HP govt orders probe into womans death who was wrongly diagnosed as

first_imgShimla: In a shocking case, a married woman died at Indira Gandhi Medical College (IGMC) Shimla—a leading government health institution on Tuesday after she had slipped into coma following her wrong diagnosis at a private clinic as being “HIV positive” case.Himachal Pradesh Chief Minister Jai Ram Thakur on Wednesday ordered a high level prove into the incident admitting that it’s shocking and distressing to know about such a loss of young life, apparently she had been passing through a mental agony about wrong HIV test. Also Read – Uddhav bats for ‘Sena CM'”I have asked Director of the health services to look into the incident and submit a report within a fortnight. Strict action will be taken against the guilty. We will also try to help the family,” he declared in the state Assembly. The issue was raised by Rohru Congress MLA Mohan Lal Brakta, who pointed out that the woman, who was married only some months back was in shock and distress when she learnt about her HIV test. He demanded strict legal action against the private clinic and grant of appropriate compensation to the family. Also Read – Farooq demands unconditional release of all detainees in J&KThe woman, as par her family, was rushed to a private clinic at Rohru on August 21 when her condition became critical. She was some months pregnant. “Doctors at the private hospital initially asked the family to arrange some blood but soon took a decision to refer her Shimla’s government hospital, 110 km from Rohru,” recalls her brother Des Raj. On reaching Shimla, she was taken to Kamla Nehru Hospital (KNH), where the doctors performed a surgery. Her condition was stable till August 22. “It was only when her husband Harish Kumar was briefed about her being a HIV positive case, and advised to undergone his screening, she overheard it. Thereafter she went into coma and never recovered,” brother says. Later, referred to Indira Gandhi Medical College (IGMC) hospital, she was again subjected to a fresh HIV test at Integrated Counselling and Testing Centre (ICTC) of National Aids Control Organisation (NACO). Her blood samples were tested negative. “But it was too late for her to know that she is not a HIV positive, as declared by the private clinic of Roohru. We lost her in error of judgement or negligence by doctors, who were supposed to save her life,” says Des Raj, who also works at IGMC Shimla.last_img read more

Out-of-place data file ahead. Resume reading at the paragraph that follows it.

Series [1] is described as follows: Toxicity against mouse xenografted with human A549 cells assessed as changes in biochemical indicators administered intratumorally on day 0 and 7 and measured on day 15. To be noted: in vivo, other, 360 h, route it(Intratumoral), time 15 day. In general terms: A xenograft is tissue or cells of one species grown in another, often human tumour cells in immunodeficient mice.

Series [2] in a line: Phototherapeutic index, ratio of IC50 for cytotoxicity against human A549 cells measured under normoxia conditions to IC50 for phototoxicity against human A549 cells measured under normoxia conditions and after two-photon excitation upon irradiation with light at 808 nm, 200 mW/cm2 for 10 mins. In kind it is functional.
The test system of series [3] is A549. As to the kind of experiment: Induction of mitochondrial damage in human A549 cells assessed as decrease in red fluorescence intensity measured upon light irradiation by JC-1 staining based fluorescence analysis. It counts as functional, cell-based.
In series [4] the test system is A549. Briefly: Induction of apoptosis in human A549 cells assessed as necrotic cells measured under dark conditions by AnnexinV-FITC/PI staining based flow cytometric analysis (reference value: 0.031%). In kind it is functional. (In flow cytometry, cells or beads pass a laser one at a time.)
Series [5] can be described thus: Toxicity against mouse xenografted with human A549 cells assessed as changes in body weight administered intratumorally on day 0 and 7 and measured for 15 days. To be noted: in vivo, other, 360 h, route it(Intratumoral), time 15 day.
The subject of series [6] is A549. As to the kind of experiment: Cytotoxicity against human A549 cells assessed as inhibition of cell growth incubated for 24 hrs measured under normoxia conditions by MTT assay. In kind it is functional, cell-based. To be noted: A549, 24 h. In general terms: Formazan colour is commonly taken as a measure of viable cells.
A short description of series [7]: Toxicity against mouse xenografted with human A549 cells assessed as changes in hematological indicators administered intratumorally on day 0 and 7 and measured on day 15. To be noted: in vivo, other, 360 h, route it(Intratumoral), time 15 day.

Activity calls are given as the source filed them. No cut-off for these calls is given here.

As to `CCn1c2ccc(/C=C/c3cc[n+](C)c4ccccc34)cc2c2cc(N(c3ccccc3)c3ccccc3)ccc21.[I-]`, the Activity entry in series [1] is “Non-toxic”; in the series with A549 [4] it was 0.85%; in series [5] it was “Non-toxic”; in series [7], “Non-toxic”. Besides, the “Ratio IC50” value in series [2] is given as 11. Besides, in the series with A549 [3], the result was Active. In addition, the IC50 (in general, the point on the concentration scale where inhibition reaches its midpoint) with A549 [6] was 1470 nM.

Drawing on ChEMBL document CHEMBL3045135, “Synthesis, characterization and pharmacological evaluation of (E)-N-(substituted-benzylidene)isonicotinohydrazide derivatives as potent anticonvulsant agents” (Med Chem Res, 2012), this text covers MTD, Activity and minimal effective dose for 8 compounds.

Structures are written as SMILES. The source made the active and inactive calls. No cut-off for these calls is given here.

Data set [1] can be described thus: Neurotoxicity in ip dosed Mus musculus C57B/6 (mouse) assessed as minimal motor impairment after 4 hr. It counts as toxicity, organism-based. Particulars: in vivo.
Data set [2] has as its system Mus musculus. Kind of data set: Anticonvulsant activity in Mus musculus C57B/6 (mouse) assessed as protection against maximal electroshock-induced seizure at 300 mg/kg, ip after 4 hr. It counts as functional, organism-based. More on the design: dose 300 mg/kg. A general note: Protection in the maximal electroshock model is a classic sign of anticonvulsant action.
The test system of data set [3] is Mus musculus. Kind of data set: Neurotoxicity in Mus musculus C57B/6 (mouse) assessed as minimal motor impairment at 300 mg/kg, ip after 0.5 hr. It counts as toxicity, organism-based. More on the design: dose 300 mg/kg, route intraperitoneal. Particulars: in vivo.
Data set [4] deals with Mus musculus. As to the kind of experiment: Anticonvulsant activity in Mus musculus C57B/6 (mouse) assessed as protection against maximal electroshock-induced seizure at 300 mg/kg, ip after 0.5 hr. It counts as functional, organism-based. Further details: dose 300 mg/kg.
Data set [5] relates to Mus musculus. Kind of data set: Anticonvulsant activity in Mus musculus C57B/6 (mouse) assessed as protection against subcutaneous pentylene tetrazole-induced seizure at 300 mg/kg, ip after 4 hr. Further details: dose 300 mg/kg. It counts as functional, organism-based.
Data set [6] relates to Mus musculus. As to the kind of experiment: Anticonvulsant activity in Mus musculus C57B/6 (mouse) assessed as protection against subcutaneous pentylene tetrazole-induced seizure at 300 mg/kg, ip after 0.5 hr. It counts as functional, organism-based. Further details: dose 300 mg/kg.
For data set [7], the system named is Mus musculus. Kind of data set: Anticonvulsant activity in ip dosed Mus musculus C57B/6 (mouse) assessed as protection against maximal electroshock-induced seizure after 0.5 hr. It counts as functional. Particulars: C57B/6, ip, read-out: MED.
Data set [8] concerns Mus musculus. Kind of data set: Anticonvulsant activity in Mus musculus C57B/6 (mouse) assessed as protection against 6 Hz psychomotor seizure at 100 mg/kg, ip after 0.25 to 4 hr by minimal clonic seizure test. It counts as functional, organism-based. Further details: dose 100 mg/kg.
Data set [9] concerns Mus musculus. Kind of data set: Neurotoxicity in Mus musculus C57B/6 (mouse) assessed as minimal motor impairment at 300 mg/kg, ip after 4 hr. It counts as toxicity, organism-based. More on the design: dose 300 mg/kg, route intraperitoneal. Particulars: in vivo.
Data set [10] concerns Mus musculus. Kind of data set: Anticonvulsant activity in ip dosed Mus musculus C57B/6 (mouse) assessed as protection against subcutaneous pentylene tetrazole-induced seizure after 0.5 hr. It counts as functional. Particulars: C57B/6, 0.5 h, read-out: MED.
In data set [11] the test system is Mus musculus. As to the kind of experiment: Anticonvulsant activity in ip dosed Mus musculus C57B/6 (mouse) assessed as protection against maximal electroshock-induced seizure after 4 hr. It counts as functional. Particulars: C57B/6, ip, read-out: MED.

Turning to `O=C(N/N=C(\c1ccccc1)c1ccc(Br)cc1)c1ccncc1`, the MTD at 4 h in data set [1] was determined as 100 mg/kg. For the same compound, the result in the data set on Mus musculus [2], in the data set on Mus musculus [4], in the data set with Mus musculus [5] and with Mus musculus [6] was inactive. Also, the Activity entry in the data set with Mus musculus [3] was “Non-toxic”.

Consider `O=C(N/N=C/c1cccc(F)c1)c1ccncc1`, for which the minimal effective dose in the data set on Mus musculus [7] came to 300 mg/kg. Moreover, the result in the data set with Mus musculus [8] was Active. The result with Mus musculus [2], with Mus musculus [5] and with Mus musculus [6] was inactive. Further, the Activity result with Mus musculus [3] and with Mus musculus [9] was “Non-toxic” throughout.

Victoria ban on singleuse plastic shopping bags to begin in July

first_imgVICTORIA – Victoria is the latest Canadian city to move ahead with a ban on single-use plastic shopping bags.Councillors have given third reading to a bylaw that would fine businesses $100 if they sold or provided plastic bags.Adoption of the bylaw is expected in early January and, if approved, it’s to effect in July, with enforcement beginning in 2019.Businesses would be required to ask customers if they need a bag, and charge 15 cents for a paper bag, or $2 for a reusable one.Bags used for packing bulk foods, dry cleaning or prescriptions would still be provided.The Vancouver Island city of Nanaimo voted earlier this month to stop using plastic bags, but delayed further action while it determines if it has the authority to impose a ban.Montreal is banning single-use plastic bags on Jan.1, and a website using content from the Canadian Plastics Industry Association says three communities in Quebec, two in Manitoba and one in Alberta already prohibit their use.B.C.-based Greener Footprint Society, which focuses on waste reduction in Canada, says Canadians use between nine billion and 15 billion plastic bags every year, enough to circle the Earth more than 55 times.Fraser Work, Victoria’s engineering and public works director, says the bag ban in the B.C. capital has broad support.“There’s a lot of people in the city that are really excited about a move to rid ourselves of the millions of plastic bags that are going into the community and the hundreds of thousands of which are ending up in the landfill,” he says.Victoria Coun. Jeremy Loveday says there are better options than single-use plastic.“We would be really encouraging the reusable bags that can handle up to 100 uses or more,” says Loveday.Vancouver has not banned plastic bags, but as part of its 2040 Zero Waste Goal, it is drafting a strategy aimed at reducing or ending the use of single-use bags, coffee cups and takeout containers.A final report on the zero waste strategy is due before council in 2018.last_img read more